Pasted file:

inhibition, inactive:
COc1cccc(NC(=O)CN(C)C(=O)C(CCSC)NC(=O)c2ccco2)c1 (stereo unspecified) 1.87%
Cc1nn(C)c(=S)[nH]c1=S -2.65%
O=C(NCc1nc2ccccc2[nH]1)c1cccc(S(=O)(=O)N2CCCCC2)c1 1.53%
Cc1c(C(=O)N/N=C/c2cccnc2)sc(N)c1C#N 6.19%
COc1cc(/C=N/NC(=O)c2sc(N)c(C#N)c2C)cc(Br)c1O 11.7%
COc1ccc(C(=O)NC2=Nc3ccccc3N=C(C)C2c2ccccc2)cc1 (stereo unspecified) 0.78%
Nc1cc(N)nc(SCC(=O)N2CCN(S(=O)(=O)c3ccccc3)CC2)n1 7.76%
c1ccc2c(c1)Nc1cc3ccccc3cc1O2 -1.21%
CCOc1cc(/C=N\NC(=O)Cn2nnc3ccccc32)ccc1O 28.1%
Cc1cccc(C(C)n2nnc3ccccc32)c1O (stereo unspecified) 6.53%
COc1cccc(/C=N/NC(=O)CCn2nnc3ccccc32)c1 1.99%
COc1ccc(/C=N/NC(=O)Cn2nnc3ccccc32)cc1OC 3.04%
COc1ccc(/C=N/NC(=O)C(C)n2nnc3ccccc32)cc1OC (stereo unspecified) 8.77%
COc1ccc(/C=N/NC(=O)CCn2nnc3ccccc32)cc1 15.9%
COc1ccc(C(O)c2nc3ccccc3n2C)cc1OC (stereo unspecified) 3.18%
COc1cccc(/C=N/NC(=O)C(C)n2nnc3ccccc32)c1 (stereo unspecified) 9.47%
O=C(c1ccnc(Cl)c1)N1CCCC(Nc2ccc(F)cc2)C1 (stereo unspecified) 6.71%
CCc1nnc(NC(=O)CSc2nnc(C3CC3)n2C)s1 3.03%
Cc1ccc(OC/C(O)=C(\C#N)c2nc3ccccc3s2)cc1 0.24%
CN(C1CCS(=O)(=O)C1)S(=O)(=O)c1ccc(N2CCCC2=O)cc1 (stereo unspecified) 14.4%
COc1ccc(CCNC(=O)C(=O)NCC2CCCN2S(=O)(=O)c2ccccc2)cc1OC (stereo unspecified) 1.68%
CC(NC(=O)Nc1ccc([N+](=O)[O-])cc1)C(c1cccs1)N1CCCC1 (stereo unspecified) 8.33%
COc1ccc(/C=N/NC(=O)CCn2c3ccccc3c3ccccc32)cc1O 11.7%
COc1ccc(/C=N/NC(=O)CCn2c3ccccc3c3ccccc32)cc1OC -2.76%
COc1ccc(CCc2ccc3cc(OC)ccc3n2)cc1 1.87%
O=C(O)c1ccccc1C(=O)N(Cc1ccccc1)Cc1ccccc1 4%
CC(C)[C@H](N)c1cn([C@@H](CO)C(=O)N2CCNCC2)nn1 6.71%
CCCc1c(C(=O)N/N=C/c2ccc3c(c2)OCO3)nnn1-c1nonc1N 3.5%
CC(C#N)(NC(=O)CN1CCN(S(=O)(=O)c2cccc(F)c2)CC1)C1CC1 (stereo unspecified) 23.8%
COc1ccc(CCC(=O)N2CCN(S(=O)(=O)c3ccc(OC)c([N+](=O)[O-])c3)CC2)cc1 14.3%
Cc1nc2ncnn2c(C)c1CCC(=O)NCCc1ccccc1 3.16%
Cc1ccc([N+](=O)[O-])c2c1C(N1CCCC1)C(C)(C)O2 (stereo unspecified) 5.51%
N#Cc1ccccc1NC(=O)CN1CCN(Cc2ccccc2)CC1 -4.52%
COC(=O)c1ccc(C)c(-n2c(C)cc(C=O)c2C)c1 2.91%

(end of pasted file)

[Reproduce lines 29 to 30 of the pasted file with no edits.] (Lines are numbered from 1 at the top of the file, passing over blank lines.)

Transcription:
CCCc1c(C(=O)N/N=C/c2ccc3c(c2)OCO3)nnn1-c1nonc1N 3.5%
CC(C#N)(NC(=O)CN1CCN(S(=O)(=O)c2cccc(F)c2)CC1)C1CC1 (stereo unspecified) 23.8%